If you’re an art lover who enjoys spending time in galleries and museums, you might have wondered what it would take to start your own collection. If you assumed that you must be wealthy, well, it certainly helps, but it isn’t necessary to be a millionaire to build a collection of original art that you love.
Know Your Budget
You need to start by setting a budget but consider what you want to do with it as well. Do you want to spend it all on one piece each month or every few months, or would you rather buy several inexpensive pieces? Remember that inexpensive does not necessarily mean lower quality. You might also want to mix and match. If you’re eager to get started but your savings are low or you’ve seen a piece you feel like you just can’t pass up, you could consider taking out a personal loan to cover the cost.
Personal loans often offer lower interest rates than credit cards and some other types of loans, which is why they are often used for debt consolidation as well. Choosing this option is a popular choice due to its versatility, but you need to make sure that it is the right choice for you. You can review a guide that explains how interest is calculated, how to find the right lender, and how they differ from other loans to help you decide.
Follow Your Instinct
At this early stage, assuming you can’t afford pieces by mid-career and well-established artists, it’s best to follow your instincts and buy what you love rather than trying to predict what is going to be worth money later. This can be a great way to support artists within your community as well. You’ll also start to get to know some of them.
Once you have your eye out to buy pieces, you may be surprised to notice how many places you see them outside of the usual galleries and exhibitions, including coffee shops, online, and at street fairs and outdoor markets. If there is a college or university near you, the students will probably have regular exhibitions, and you can pick up some excellent work at a good price. As you begin making purchases, you’ll start to develop your own personal style and tastes.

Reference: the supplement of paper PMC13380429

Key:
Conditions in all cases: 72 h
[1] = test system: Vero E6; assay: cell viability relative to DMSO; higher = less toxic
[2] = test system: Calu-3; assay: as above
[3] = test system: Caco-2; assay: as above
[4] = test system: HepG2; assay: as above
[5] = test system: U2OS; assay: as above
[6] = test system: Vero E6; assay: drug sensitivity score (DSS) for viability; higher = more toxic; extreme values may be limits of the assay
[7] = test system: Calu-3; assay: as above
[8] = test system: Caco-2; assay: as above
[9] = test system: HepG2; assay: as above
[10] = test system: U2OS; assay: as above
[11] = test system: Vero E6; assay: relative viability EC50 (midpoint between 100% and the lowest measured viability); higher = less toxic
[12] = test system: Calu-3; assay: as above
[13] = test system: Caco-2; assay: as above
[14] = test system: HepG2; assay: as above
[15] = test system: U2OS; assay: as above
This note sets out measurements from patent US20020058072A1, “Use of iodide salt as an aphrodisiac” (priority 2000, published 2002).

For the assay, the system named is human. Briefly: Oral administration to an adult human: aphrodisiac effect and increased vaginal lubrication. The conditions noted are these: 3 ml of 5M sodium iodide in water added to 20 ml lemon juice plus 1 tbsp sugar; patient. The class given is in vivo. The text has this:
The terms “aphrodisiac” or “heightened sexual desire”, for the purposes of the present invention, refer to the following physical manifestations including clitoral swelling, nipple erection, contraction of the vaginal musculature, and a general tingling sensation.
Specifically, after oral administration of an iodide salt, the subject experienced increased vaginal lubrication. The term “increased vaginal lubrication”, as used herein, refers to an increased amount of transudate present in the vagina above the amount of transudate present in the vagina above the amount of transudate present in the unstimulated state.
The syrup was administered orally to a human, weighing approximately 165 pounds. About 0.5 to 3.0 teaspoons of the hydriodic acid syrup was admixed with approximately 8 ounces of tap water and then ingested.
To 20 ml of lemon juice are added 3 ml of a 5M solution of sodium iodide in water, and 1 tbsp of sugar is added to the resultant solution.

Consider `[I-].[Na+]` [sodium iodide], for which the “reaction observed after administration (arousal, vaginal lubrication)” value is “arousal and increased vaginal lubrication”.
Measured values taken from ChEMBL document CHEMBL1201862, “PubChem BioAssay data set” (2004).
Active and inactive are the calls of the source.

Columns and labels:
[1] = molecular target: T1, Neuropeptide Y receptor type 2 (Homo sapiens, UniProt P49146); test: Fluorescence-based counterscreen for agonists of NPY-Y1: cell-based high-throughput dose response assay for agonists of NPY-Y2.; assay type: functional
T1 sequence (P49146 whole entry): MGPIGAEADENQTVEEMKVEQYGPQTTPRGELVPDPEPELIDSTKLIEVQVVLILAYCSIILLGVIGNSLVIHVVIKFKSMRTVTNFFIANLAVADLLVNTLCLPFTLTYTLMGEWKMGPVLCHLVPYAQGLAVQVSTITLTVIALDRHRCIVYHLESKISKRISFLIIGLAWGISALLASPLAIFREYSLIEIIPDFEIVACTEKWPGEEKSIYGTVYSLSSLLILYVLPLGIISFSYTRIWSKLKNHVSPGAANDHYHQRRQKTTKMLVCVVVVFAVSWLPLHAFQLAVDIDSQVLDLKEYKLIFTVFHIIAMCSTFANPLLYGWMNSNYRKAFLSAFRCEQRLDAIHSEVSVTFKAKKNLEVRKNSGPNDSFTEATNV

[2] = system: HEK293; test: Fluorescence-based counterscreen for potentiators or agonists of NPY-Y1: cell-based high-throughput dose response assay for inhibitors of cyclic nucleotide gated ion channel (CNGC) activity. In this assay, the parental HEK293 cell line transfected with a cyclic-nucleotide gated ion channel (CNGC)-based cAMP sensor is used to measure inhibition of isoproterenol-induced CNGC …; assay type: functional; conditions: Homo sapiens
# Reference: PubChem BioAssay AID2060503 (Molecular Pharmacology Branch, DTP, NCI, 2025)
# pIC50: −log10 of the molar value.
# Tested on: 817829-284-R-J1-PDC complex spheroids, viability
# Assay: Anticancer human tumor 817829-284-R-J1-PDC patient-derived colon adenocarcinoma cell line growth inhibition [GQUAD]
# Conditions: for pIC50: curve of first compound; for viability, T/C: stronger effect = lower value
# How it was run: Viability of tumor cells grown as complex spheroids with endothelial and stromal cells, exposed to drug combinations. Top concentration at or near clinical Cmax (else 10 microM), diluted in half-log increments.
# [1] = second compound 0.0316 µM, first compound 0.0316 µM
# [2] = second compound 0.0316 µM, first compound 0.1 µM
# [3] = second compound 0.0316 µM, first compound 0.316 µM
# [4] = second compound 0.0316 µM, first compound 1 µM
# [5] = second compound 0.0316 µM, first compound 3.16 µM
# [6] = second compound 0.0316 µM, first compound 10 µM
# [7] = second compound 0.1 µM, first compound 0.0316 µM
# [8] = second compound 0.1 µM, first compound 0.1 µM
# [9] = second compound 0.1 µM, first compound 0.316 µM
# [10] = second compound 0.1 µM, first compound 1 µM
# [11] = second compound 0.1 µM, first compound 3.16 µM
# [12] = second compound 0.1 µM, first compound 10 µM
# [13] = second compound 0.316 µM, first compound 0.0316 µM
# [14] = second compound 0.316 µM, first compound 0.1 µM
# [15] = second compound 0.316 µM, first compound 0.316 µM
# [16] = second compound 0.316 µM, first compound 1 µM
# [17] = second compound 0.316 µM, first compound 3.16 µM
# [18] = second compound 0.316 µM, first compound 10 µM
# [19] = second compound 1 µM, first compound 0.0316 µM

Expand Your Options
High-quality, limited-edition prints and photographs are a great option if you can’t afford original paintings. While these are generally less expensive than a one-off piece of art, they can still be valuable and may increase in value over the years. You can learn about how to make rolled canvas work for you at a fraction of the cost that an original hard canvas would cost. Keep in mind as well that there’s more to art than what you hang on your wall. Are you open to crafts or sculptures and other types of design objects?
Look for Minor Works
There are many things that make a home look expensive but they don’t all have to cost a lot. If there’s a major artist that you love but you can’t imagine being able to own something by them, certainly not at this stage in your collecting, see if there are any minor works available by them. These might simply be sketches or something similar and you may still pay a few hundred or a few thousand dollars for them, but it will be considerably cheaper than buying one of the regular pieces of artwork.
Find Its Place
Of course, once you’ve brought a piece of art home, you must figure out where it goes. Be open to moving things about until you’ve settled on the right location. You might need to put something away for a while to figure out where it fits in your collection and keep in mind that you can always sell something that you’ve decided doesn’t work in your home.